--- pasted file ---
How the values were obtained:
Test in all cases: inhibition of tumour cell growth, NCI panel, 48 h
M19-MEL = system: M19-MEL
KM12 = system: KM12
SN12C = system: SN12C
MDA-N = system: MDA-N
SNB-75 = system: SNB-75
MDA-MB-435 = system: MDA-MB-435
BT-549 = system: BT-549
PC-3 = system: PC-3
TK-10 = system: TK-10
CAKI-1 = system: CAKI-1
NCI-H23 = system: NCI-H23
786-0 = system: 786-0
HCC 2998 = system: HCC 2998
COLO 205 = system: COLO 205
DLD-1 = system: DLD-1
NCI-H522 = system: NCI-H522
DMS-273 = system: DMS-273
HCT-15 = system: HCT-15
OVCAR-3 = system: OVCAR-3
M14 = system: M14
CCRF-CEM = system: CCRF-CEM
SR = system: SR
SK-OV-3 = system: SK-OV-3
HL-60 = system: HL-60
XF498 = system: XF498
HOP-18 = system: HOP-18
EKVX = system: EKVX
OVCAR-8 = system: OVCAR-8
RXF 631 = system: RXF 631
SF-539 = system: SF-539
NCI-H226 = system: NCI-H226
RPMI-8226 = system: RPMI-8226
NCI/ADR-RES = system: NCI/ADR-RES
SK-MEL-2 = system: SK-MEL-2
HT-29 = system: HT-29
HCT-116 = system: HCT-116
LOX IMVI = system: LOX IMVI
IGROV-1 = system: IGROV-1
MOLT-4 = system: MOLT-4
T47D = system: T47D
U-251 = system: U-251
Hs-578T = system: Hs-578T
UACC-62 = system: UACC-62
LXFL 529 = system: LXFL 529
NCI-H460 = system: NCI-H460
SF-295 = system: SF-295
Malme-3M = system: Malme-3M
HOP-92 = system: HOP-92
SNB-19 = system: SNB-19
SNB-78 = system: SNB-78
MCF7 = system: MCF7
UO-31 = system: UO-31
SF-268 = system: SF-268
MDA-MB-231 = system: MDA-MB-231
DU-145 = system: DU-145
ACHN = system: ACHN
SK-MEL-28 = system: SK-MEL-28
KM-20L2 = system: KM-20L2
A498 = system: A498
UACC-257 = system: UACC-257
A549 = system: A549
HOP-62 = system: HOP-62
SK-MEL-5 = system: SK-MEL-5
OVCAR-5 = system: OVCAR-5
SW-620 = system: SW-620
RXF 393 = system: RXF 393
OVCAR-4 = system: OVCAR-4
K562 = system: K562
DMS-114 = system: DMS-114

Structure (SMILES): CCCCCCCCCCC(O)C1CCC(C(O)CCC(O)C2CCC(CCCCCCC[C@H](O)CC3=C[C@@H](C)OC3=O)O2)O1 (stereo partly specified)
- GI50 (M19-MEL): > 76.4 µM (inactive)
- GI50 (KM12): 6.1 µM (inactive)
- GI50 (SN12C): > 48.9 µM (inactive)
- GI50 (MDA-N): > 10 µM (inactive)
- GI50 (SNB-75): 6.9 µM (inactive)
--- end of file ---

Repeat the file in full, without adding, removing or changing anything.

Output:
How the values were obtained:
Test in all cases: inhibition of tumour cell growth, NCI panel, 48 h
M19-MEL = system: M19-MEL
KM12 = system: KM12
SN12C = system: SN12C
MDA-N = system: MDA-N
SNB-75 = system: SNB-75
MDA-MB-435 = system: MDA-MB-435
BT-549 = system: BT-549
PC-3 = system: PC-3
TK-10 = system: TK-10
CAKI-1 = system: CAKI-1
NCI-H23 = system: NCI-H23
786-0 = system: 786-0
HCC 2998 = system: HCC 2998
COLO 205 = system: COLO 205
DLD-1 = system: DLD-1
NCI-H522 = system: NCI-H522
DMS-273 = system: DMS-273
HCT-15 = system: HCT-15
OVCAR-3 = system: OVCAR-3
M14 = system: M14
CCRF-CEM = system: CCRF-CEM
SR = system: SR
SK-OV-3 = system: SK-OV-3
HL-60 = system: HL-60
XF498 = system: XF498
HOP-18 = system: HOP-18
EKVX = system: EKVX
OVCAR-8 = system: OVCAR-8
RXF 631 = system: RXF 631
SF-539 = system: SF-539
NCI-H226 = system: NCI-H226
RPMI-8226 = system: RPMI-8226
NCI/ADR-RES = system: NCI/ADR-RES
SK-MEL-2 = system: SK-MEL-2
HT-29 = system: HT-29
HCT-116 = system: HCT-116
LOX IMVI = system: LOX IMVI
IGROV-1 = system: IGROV-1
MOLT-4 = system: MOLT-4
T47D = system: T47D
U-251 = system: U-251
Hs-578T = system: Hs-578T
UACC-62 = system: UACC-62
LXFL 529 = system: LXFL 529
NCI-H460 = system: NCI-H460
SF-295 = system: SF-295
Malme-3M = system: Malme-3M
HOP-92 = system: HOP-92
SNB-19 = system: SNB-19
SNB-78 = system: SNB-78
MCF7 = system: MCF7
UO-31 = system: UO-31
SF-268 = system: SF-268
MDA-MB-231 = system: MDA-MB-231
DU-145 = system: DU-145
ACHN = system: ACHN
SK-MEL-28 = system: SK-MEL-28
KM-20L2 = system: KM-20L2
A498 = system: A498
UACC-257 = system: UACC-257
A549 = system: A549
HOP-62 = system: HOP-62
SK-MEL-5 = system: SK-MEL-5
OVCAR-5 = system: OVCAR-5
SW-620 = system: SW-620
RXF 393 = system: RXF 393
OVCAR-4 = system: OVCAR-4
K562 = system: K562
DMS-114 = system: DMS-114

Structure (SMILES): CCCCCCCCCCC(O)C1CCC(C(O)CCC(O)C2CCC(CCCCCCC[C@H](O)CC3=C[C@@H](C)OC3=O)O2)O1 (stereo partly specified)
- GI50 (M19-MEL): > 76.4 µM (inactive)
- GI50 (KM12): 6.1 µM (inactive)
- GI50 (SN12C): > 48.9 µM (inactive)
- GI50 (MDA-N): > 10 µM (inactive)
- GI50 (SNB-75): 6.9 µM (inactive)